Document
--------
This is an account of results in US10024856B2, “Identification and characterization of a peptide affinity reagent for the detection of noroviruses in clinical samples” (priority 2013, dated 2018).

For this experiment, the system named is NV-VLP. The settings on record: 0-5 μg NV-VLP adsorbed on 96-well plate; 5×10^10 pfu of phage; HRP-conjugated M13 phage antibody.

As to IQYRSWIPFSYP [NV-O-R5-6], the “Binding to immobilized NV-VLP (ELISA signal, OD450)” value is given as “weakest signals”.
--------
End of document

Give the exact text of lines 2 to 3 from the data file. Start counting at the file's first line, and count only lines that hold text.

For this experiment, the system named is NV-VLP. The settings on record: 0-5 μg NV-VLP adsorbed on 96-well plate; 5×10^10 pfu of phage; HRP-conjugated M13 phage antibody.

As to IQYRSWIPFSYP [NV-O-R5-6], the “Binding to immobilized NV-VLP (ELISA signal, OD450)” value is given as “weakest signals”.